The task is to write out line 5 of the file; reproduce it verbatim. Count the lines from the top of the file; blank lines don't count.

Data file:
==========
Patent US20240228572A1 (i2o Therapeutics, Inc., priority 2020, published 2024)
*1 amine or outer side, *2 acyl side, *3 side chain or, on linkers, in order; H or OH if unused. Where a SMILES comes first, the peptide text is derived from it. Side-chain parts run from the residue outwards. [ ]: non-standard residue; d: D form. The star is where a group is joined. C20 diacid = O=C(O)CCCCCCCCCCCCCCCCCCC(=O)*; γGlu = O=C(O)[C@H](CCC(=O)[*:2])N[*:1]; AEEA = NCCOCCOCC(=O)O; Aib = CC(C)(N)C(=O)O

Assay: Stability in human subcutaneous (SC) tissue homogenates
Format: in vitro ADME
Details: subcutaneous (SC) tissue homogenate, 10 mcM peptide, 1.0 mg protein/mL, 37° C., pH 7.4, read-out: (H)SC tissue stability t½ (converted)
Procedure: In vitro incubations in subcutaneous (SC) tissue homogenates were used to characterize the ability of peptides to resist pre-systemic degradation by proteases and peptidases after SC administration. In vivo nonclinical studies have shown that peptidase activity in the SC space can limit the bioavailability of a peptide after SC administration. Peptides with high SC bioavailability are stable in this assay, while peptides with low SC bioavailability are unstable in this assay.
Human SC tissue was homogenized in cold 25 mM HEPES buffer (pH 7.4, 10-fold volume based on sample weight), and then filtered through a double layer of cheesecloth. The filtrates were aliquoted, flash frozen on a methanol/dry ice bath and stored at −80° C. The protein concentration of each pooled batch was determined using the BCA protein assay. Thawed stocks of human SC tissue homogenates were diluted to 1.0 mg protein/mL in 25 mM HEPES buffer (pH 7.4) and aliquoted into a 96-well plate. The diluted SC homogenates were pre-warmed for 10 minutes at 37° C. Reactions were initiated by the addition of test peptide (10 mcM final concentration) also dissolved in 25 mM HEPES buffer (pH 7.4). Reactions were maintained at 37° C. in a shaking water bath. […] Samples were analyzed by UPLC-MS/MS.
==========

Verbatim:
Details: subcutaneous (SC) tissue homogenate, 10 mcM peptide, 1.0 mg protein/mL, 37° C., pH 7.4, read-out: (H)SC tissue stability t½ (converted)